Residents of Greenland and parts of Denmark awoke last Thursday to find they couldn't access Google, Facebook, or almost 8,000 other popular websites. Instead, users were greeted by the Danish child pornography (CP) “STOP” page, warning them the page they were trying to access contained offensive material prohibited from viewing.
The message read, “The National High Tech Crime Center of the Danish National Police [NITEC], who assist in investigations into crime on the internet, has informed Siminn Denmark A/S, that the internet page which your browser has tried to get in contact with may contain material which could be regarded as child pornography.”
Denmark’s controversial CP blocking program came under fire again, as the mistake exposed a number of flaws in the way the service is managed. That a single clerical error could result in the blocking of thousands of innocent websites is worrisome for many.
AK Zensur, the German Working Group Against Access Blocking and Censorship, has been fighting the Danish block list for years, condemning the act of domain blocking by DNS hijacking as “looking away instead of acting.” In 2010, the group showed that with just a few emails, they could have entire sites, even those hosted in the U.S., taken down. In a sternly worded statement at the time, AK Zensur said, “Internet blocking does not fight abuse, in practice it only serves to conceal the failures of politics and police.”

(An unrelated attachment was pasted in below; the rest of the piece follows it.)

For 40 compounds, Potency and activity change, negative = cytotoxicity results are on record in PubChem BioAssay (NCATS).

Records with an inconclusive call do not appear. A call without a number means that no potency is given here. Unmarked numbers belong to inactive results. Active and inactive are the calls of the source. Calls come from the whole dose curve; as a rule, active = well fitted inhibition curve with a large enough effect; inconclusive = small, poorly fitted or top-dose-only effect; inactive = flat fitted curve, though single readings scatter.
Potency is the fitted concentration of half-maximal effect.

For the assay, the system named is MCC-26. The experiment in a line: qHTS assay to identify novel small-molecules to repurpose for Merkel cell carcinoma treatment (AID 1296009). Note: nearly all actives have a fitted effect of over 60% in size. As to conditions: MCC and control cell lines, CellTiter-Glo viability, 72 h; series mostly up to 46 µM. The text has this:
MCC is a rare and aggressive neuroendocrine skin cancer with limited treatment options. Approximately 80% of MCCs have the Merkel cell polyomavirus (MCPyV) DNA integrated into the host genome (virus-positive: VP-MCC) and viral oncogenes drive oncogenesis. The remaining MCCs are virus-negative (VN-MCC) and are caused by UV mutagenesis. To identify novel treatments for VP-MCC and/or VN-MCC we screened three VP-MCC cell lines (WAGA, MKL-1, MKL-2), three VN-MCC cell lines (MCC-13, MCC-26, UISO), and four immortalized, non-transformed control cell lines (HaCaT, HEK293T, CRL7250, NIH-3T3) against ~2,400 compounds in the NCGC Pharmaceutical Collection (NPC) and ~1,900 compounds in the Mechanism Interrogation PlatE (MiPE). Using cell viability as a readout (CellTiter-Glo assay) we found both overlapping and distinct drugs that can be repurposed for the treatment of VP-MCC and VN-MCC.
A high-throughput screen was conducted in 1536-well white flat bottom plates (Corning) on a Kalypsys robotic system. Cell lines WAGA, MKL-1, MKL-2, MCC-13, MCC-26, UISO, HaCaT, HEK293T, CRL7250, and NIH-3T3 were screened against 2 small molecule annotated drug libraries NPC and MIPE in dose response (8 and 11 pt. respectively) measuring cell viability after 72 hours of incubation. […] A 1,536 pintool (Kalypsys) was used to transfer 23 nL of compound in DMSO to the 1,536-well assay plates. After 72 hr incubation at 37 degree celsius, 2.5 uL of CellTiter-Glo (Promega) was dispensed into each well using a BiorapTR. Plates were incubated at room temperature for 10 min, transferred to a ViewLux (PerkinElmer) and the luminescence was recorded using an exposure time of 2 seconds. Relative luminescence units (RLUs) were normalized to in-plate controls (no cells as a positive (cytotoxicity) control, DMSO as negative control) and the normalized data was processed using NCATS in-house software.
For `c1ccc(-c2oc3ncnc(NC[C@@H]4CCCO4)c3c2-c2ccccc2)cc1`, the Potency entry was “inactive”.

NITEC manager Johnny Lundberg told Danish media after last week’s three-hour shutdown that a police officer had been using a colleague’s computer in his investigation of over 8,000 domains on the list. He accidentally copied the file to the wrong directory, resulting in Google, Facebook, and others landing on the CP list.
"We're obviously very bad with it. We think it is a very important service we have with this blocking filter, and therefore it is something bad when something happens and we will of course apologize for the inconvenience it has caused,” Lundberg said (translated to English).
The incident raises a number of questions about the simplicity of a system with enough power to block out a substantial number of sites based on a single data input. It was the second time within a month Google has been misidentified as a threat. A Microsoft Forefront and Security Essentials update revealed an “incorrect detection” error that saw Google.com flagged as malware.
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